When it comes to British politics, the youth of our population are largely overlooked. It seems that decision-makers forget that we too can have an opinion and a voice and thus it leads to many of us following along with this narrative, remaining silent until we can vote and then we do so for the most Jewish-friendly party, or so our parents tell us. Of course, there are many who do not turn such a blind eye but I am embarrassed to admit that up until a few weeks ago, this was certainly my stance; they don’t think I have an opinion so why should I bother forming one?
As soon as the tragic murder of George Floyd shook society, I realised that if anything was going to change my disinterest in politics, this is it. A pivotal moment for me was the interschool discussion held by North London Collegiate School’s Jewish Society on Wednesday 10 June, about the Black Lives Matter Movement, the Jewish response to it and our responsibility to fight for other minorities being persecuted. As well as my fellow NLCS students, participants over Zoom included members of Jewish Societies from Haberdashers’ Aske’s Boys’ and Girls’ Schools, City of London Boys’ School, Watford Grammar and Brampton College as well as students from JFS.
Led by our chairperson, Ariella Grossbard, Year 12 students from all walks of life respectfully contributed to the fascinating discussion. To set the tone, we began by reading an excerpt of Chief Rabbi Mirvis’s statement in which he wrote that “we cannot stand idly by” and that it is insufficient for us to join in with a “superficial chorus of disapproval”; this in fact catalysed our decision to initiate the discussion as social media is full of Black Lives Matter posts and support but many struggle to do anything tangible or constructive about the terrible situation.
We thought that our discussion should not be limited to the confines of our school community, rather to Jewish sixth formers across the city. As Ariella says, “we are the generation at the forefront of this movement and we are the ones with the power to make a change; that is why these discussions are so important to be having with people our own age no matter their views. It is about education and making a change for the better and that comes from us.”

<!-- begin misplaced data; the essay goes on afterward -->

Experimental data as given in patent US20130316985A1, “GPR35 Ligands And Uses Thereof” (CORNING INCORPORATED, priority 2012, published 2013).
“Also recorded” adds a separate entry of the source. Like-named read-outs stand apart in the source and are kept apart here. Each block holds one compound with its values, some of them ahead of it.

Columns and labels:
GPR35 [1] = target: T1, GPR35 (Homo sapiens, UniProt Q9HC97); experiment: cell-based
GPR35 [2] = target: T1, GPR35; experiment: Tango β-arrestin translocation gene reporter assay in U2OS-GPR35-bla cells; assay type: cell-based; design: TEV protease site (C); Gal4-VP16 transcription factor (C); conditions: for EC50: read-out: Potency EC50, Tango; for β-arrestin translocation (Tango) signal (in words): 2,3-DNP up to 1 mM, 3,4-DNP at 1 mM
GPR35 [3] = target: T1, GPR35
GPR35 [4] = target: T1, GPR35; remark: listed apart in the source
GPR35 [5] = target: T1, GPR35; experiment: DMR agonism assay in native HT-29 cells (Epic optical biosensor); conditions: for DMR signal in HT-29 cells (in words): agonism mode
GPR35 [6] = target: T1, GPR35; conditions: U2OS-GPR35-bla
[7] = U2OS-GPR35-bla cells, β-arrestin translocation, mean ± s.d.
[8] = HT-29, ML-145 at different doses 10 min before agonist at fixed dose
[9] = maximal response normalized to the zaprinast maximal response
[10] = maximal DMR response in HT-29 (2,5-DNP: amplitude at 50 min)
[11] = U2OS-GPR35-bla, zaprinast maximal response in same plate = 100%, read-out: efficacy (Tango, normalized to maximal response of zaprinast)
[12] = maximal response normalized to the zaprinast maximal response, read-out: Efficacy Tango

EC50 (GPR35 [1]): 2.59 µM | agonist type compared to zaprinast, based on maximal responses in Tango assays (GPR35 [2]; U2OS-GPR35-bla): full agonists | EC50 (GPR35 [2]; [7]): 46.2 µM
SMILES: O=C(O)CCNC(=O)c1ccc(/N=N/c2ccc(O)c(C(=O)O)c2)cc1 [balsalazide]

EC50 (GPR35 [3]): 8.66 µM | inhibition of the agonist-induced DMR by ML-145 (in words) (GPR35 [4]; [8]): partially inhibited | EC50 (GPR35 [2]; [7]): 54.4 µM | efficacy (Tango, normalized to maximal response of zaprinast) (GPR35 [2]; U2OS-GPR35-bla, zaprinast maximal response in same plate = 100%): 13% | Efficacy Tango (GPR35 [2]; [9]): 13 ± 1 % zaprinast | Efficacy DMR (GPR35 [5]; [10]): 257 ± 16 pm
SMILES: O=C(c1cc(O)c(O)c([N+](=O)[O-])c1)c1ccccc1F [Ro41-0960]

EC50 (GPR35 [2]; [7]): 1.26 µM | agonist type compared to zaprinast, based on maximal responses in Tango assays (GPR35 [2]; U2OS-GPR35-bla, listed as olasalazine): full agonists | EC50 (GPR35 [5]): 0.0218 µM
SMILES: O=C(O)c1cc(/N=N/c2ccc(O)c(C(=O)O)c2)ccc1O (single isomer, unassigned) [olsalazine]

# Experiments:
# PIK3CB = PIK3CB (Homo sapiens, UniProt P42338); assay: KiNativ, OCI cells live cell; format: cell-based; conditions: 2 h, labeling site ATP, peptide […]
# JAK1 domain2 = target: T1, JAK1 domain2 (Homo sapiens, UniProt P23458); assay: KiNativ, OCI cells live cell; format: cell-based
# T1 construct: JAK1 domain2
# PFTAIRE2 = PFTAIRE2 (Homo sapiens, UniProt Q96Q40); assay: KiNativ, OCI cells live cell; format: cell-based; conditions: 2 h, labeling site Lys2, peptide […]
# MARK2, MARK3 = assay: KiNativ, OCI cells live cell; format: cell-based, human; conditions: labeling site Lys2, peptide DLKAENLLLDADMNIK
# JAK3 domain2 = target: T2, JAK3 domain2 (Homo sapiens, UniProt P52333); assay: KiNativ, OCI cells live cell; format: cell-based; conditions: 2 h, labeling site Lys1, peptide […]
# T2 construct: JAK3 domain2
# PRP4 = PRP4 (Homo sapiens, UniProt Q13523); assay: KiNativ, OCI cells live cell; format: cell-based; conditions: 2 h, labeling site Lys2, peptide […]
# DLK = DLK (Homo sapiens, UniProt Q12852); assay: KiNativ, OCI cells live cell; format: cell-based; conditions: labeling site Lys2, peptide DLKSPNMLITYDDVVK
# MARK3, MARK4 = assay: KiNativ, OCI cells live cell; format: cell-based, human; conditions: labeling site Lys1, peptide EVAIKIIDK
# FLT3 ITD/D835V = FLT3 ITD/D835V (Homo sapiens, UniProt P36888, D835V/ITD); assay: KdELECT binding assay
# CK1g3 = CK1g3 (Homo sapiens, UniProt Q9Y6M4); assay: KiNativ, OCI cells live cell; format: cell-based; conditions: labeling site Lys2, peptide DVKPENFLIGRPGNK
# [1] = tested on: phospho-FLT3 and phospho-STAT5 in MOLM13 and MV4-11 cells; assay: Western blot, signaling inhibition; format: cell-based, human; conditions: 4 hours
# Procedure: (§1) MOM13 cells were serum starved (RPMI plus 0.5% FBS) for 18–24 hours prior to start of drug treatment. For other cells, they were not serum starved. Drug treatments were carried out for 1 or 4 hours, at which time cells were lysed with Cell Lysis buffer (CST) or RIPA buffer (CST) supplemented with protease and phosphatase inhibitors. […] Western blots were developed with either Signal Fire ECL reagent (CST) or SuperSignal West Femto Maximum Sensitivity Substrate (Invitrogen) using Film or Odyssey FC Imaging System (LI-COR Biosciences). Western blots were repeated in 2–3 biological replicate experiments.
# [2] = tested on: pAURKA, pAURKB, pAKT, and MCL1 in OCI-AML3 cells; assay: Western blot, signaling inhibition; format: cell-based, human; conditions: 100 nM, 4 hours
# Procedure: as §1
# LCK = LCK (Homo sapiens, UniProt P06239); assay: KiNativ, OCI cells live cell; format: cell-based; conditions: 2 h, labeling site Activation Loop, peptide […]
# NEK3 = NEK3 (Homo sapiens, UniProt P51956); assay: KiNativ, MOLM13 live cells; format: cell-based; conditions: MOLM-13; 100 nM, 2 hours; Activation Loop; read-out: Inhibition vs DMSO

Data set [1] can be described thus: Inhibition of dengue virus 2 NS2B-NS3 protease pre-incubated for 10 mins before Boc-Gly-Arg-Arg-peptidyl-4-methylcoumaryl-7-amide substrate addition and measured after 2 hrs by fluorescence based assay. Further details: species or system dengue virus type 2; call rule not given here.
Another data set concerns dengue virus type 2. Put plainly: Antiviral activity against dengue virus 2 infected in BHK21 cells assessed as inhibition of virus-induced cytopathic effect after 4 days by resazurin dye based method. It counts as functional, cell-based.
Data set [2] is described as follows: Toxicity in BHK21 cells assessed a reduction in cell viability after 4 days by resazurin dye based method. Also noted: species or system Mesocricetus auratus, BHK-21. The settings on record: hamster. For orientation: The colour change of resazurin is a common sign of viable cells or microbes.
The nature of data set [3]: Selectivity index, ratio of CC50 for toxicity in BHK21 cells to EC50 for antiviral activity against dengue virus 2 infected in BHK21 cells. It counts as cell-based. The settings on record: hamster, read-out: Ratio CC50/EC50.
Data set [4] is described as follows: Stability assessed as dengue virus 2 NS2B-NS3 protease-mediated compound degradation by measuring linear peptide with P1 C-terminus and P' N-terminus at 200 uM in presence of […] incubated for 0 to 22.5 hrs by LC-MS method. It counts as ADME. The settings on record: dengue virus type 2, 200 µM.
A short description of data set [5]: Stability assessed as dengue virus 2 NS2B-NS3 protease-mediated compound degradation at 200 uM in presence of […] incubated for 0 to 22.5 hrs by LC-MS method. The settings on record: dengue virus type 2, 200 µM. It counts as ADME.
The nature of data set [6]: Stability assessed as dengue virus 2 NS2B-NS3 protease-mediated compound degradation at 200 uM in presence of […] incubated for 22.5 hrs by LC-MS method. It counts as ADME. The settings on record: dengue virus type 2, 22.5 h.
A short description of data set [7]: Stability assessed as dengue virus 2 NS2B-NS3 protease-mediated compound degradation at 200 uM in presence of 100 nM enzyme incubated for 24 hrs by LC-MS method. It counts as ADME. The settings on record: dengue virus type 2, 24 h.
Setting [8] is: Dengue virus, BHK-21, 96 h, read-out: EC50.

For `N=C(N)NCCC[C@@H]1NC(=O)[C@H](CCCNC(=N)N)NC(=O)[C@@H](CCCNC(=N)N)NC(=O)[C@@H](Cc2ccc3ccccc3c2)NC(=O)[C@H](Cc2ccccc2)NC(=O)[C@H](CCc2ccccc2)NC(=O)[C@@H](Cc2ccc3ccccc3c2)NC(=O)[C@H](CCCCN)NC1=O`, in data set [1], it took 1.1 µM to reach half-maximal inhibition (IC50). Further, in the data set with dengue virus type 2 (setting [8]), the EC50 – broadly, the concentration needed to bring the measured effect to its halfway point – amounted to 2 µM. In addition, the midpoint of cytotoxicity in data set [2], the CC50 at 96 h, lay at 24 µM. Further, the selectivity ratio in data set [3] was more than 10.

We went on to consider whether Jews as a minority have a responsibility to support ‘Black Lives Matter’, if comparisons can be drawn between antisemitism and racism in the UK and the treatment of black Jews within our communities globally. It was a truly extraordinary discussion in which every individual’s opinion was valued and considered and despite some controversial or unpopular viewpoints, we listened and learnt from one another.
Reflecting on the discussion, Tamara Schwarzmann, NLCS student, said, “whether we are fighting antisemitism or racism we are all fighting the same cause – that being discrimination. We are more powerful together.” As the granddaughters of Holocaust survivors, discrimination is something that weighs particularly heavy on both of our hearts and I think that as a nation who has faced endless, incessant persecution for generations, this is all too true and we have a responsibility to fight against injustice against anyone and anywhere.
A contentious issue which we came across was the Movement for Black Lives’ support of Boycott, Divestment, Sanctions (BDS) which seeks to demonize and delegitimise Israel. We queried the difference between supporting the BLM cause and the movement and whether by supporting the movement, people are in a sense condoning anti-Zionism, and potentially anti-Semitism. There is no doubt that there was unanimous support for the fact that black lives matter however, many of us felt uncomfortable with the idea of supporting a movement that goes against some of our core values.
Not only was the topic of our discussion of the utmost importance, however the fact that this discussion was held at all is something worth focussing on. As Isabelle said, “over the past few weeks it has been interesting to see the wide range of different responses to the Black Lives Matter movement from within the Jewish community. This meeting provided us with an excellent opportunity to both hear and understand different people’s opinions, and it was really an eye-opening two hours for me!” For all those who took part, the constructive conversation was enlightening, educating and an important one for the youth of our communities to participate in.
It must come down to the youth in two ways – passion about fixing society must be instilled in us, and change is down to us as the future of this nation and this country. We must be encouraged by our Jewish schools, shuls and families to take an interest in politics and wider societal issues; these are things that must reach us. Moreover, we need to be made aware and make ourselves aware that it starts now, it might be cliché but we truly are the future.
This discussion was part of the lifelong process of learning and educating myself and, seeing reactions of my peers and friends, I realised that in actuality, not all teenagers have been adhering to the aforementioned silent, neutral narrative. Why had I? Why had so many others? Something needs to change.